BIRMINGHAM, AL (WBRC) - The Autism Society, law enforcement agencies and the State of Alabama want you to be aware of a certain type of identification card.
It is a small yellow card, but it makes a huge difference for law enforcement when they come in contact with on the autism spectrum. And now, states all over the country are looking to Alabama for more information on how to get the cards in their state.
"It is used by people with autism in case they come in contact with first responders," said Bama Hager
These situations can be very overwhelming for someone with Autism.
"They may be nervous about even talking so not even that they didn't want to disclose that they have autism but they were just a little bit nervous you know coming in contact with someone in just a very unexpected situation and an emergency situation."
These cards help to ensure that first responders understand what that person in going through.
"That person needs to know what challenges a person might have so if they know that going in they can make that interaction safer," said Dustin Chandler with the Interaction Advisory group.
Several departments have their officers go through training to learn how to deal with a citizen with autism.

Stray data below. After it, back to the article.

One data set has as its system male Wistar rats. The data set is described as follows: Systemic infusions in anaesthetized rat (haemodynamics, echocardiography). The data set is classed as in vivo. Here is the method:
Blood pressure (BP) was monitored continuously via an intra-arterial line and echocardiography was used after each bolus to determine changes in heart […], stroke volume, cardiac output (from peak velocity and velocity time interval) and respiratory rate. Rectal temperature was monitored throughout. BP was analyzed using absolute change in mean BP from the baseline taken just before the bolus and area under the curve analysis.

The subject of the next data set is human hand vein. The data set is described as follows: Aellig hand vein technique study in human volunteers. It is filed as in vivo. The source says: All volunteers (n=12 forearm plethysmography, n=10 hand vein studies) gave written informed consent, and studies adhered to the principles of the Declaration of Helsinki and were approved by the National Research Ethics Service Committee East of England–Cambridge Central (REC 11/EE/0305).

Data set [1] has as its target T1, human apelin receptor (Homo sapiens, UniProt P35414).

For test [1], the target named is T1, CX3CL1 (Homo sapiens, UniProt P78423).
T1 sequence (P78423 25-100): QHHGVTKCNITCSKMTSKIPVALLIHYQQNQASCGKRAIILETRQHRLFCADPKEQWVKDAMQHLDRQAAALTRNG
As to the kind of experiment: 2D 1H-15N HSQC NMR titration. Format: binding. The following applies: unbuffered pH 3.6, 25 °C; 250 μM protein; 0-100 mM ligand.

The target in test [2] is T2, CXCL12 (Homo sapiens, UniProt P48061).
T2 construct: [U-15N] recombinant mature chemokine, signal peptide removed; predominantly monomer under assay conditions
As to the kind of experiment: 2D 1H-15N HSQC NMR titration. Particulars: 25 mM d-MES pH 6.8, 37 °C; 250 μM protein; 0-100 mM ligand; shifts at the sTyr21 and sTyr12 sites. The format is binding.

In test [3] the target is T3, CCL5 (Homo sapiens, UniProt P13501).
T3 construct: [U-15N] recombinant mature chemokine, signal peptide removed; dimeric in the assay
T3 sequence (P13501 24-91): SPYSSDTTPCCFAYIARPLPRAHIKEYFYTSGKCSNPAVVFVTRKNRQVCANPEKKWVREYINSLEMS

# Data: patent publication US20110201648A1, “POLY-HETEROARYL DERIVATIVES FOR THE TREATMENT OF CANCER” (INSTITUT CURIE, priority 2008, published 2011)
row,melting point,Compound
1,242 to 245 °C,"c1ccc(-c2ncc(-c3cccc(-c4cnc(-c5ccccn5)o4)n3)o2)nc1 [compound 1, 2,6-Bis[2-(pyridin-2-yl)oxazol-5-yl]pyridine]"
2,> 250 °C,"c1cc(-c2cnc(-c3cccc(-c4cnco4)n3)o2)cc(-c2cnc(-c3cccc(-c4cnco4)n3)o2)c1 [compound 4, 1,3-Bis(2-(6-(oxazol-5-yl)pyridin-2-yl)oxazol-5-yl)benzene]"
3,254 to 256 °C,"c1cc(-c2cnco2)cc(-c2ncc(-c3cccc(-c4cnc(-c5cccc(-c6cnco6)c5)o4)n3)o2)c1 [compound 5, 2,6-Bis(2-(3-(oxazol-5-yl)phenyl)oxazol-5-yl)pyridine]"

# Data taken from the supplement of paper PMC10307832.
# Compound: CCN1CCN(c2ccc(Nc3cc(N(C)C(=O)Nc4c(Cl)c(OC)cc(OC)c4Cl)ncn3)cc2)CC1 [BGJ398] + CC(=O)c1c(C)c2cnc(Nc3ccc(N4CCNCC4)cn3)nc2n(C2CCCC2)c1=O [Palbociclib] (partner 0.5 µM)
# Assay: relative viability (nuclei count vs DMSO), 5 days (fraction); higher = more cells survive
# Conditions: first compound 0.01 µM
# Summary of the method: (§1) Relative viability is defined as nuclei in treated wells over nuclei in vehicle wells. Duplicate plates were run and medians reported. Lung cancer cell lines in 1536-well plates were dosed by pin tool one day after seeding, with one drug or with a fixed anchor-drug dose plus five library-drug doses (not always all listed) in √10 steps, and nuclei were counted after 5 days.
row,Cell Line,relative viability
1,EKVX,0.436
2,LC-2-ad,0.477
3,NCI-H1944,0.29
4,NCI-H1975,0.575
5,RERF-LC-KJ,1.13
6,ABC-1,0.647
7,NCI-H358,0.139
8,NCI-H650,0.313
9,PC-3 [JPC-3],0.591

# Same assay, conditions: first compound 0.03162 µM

"No two cases of autism are the same just because you communicate with one person with autism one way it might be different with some body else so we teach them those nuances of communication," Chandler said.
That is where these cards really come in handy for the first responder.
"But the card is big because all that information is there it tells you that they may not understand instructions and that they may not understand certain things and it gives that care giver number,"
In fact, calling the caregiver is the No. 1 thing they ask of the officers in training.
"Cause the caregiver has a wealth of knowledge that will keep both the officer and that citizen safe," Chandler said.
Families can go and get an autism identification card at the county health department for more information visit this website: http://www.autism-society.org/